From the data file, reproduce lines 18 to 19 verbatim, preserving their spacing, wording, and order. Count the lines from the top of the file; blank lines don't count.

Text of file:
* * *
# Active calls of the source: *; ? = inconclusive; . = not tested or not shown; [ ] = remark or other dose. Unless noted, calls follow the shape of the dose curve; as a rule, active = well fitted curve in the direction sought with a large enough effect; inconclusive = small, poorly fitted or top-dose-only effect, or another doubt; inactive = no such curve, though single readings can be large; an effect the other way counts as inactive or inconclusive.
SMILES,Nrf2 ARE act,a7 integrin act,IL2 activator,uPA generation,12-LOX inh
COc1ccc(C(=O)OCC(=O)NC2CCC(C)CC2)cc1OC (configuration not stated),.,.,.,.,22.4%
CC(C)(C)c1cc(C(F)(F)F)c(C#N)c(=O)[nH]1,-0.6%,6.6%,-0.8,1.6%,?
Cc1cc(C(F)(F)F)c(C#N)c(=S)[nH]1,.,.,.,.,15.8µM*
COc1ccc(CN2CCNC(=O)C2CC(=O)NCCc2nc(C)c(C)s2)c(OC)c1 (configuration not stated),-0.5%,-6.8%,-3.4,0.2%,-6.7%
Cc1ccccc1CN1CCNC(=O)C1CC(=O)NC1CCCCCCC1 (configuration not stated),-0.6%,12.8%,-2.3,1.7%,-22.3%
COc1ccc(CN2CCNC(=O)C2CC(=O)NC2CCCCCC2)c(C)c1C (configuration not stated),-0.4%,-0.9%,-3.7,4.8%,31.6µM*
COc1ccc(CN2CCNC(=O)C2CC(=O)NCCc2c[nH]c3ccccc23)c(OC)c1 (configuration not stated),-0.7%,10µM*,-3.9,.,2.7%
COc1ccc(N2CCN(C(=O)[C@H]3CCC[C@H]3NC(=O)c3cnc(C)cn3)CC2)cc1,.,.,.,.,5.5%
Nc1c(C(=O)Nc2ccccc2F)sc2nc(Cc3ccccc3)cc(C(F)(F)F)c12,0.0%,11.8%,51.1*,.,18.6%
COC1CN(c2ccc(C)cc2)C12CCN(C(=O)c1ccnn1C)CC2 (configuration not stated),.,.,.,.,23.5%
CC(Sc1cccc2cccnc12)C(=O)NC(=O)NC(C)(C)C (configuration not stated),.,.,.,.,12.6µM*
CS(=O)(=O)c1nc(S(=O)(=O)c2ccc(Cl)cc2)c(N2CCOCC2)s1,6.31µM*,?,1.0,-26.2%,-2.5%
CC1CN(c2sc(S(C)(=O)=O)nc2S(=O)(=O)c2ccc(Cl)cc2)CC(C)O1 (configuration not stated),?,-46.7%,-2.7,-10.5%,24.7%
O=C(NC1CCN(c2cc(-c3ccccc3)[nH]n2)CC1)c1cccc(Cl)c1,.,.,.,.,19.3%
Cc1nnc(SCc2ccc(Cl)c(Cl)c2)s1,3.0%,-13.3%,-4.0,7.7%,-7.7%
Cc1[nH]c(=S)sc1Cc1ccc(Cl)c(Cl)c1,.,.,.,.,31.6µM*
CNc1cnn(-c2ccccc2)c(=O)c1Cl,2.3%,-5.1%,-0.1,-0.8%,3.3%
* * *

Cc1[nH]c(=S)sc1Cc1ccc(Cl)c(Cl)c1,.,.,.,.,31.6µM*
CNc1cnn(-c2ccccc2)c(=O)c1Cl,2.3%,-5.1%,-0.1,-0.8%,3.3%